Single-case and long-run propensity theories are among the main objective interpretations of probability. There have been various objections to these theories, e.g. that it is difficult to explain why propensities should satisfy the probability axioms and, worse, that propensities are at odds with these axioms, that the explication of propensities is circular and accordingly not informative, and that single-case propensities are metaphysical and accordingly non-scientific. We consider various propensity theories of probability and their prospects in light (...)
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  36.  14
    No Interpretation of Probability.Wolfgang Schwarz - forthcoming - Erkenntnis:1-18.
    I argue that none of the usual interpretations of probability provide an adequate interpretation of probabilistic theories in science. Assuming that the aim of such theories is to capture noisy relationships in the world, I suggest that we do not have to give them classical truth-conditional content at all: their probabilities can remain uninterpreted. Indirectly, this account turns out to explain what is right about the frequency interpretation, the best-systems interpretation, and the epistemic interpretation.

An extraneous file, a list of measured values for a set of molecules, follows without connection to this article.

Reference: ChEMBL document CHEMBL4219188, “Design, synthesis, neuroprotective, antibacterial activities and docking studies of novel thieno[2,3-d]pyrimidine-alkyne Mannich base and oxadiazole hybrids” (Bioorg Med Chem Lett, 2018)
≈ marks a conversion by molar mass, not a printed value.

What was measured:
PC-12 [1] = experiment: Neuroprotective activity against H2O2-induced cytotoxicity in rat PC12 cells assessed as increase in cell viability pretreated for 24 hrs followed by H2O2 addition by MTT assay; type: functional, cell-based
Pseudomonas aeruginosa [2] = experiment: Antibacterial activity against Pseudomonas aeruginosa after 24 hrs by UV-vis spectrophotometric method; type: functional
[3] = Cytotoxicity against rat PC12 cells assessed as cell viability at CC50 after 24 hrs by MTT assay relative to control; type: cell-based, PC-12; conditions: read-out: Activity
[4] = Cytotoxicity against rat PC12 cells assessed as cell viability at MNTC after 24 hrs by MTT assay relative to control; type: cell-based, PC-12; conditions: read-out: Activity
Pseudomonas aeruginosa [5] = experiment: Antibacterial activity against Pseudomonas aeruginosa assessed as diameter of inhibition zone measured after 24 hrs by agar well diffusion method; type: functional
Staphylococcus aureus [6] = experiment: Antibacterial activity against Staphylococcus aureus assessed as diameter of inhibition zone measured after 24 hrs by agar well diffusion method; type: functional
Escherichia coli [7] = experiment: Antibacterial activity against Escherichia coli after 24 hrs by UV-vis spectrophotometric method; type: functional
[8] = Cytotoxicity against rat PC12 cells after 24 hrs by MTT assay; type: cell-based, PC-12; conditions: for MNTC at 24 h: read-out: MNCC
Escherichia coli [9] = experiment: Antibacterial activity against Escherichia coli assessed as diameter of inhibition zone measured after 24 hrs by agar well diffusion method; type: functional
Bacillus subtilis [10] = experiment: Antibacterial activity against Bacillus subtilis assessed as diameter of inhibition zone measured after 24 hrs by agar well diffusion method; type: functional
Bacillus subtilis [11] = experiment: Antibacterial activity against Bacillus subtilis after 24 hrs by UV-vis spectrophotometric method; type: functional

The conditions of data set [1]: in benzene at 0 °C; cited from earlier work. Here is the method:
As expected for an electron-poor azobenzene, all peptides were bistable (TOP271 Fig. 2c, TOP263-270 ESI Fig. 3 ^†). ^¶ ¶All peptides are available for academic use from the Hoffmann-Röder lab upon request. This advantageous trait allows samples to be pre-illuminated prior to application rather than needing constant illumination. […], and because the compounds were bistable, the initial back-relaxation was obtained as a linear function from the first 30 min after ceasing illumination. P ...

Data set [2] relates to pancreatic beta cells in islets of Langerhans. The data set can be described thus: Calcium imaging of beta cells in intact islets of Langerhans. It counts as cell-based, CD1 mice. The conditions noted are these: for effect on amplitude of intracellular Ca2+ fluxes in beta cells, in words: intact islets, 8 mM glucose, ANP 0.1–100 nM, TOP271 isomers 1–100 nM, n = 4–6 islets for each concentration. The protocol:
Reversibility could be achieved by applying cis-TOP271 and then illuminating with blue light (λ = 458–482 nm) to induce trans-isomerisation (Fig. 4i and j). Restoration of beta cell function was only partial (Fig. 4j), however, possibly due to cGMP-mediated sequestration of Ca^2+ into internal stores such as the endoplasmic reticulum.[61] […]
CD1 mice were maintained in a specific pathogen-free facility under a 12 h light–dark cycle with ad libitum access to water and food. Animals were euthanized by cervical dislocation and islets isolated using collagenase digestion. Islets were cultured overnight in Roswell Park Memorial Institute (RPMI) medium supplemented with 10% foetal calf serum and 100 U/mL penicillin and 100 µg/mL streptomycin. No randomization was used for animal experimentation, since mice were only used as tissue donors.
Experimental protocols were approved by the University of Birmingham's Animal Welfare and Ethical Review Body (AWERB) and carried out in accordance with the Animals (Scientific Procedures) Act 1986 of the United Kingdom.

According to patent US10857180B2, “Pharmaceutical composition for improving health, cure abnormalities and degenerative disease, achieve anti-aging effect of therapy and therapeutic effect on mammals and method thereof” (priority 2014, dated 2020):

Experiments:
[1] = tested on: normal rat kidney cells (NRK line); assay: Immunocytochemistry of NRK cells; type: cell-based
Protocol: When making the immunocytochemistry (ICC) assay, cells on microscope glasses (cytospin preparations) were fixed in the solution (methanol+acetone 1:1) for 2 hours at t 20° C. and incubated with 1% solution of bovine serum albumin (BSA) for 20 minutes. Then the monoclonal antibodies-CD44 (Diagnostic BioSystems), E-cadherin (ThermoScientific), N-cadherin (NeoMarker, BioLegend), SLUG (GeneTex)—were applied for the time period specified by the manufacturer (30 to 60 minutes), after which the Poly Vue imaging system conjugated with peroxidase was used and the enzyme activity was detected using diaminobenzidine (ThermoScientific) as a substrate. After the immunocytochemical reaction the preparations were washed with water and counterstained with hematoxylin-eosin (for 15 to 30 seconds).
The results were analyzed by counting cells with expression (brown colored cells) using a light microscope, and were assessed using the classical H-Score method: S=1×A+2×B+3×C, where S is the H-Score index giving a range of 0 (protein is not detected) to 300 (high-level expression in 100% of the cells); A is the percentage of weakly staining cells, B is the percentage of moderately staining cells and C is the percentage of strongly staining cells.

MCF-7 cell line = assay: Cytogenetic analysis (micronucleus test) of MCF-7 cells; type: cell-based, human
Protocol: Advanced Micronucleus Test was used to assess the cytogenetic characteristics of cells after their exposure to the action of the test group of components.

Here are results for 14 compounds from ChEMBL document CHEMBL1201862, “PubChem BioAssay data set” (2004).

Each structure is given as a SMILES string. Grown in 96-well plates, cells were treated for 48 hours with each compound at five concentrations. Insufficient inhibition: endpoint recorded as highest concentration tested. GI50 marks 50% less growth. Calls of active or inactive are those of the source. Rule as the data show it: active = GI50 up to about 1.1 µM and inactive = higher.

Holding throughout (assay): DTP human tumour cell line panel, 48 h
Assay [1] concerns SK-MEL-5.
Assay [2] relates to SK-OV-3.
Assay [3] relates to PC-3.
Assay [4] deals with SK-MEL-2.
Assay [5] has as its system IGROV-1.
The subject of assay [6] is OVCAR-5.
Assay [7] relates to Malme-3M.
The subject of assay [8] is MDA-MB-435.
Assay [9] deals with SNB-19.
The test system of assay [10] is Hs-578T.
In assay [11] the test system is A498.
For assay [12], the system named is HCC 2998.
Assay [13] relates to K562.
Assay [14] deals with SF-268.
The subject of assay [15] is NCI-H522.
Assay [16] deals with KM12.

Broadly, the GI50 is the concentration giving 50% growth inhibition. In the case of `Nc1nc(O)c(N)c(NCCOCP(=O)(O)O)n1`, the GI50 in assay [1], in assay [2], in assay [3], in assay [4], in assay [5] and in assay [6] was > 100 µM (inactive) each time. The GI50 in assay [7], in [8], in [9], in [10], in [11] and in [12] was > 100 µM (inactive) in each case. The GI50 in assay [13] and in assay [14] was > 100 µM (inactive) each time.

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    A Theistic Conception of Probability.Richard Otte - 1987 - Faith and Philosophy 4 (4):427-447.
    Although the doctrines of theism are rich enough to support a distinctively theistic conception of probability, historically there has been little discussion of probability from a theistic perspective. In this article I investigate how a theist might view epistemic probability. A unique conception of probability naturally follows from ideas central to theism, and it is argued that this conception of probability avoids many problems associated with other interpretations of probability.
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  38.  10
    Non-Orthogonal Core Projectors for Modal Interpretations of Quantum Mechanics.R. W. Spekkens & J. E. Sipe - 2001 - Foundations of Physics 31 (10):1403-1430.
    Modal interpretations constitute a particular approach to associating dynamical variables with physical systems in quantum mechanics. Given the “quantum logical” constraints that are typically adopted by such interpretations, only certain sets of variables can be taken to be simultaneously definite-valued, and only certain sets of values can be ascribed to these variables at a given time. Moreover, each allowable set of variables and values can be uniquely specified by a single “core” projector in the Hilbert space associated with (...)
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    On Many-Minds Interpretations of Quantum Theory.Matthew J. Donald - unknown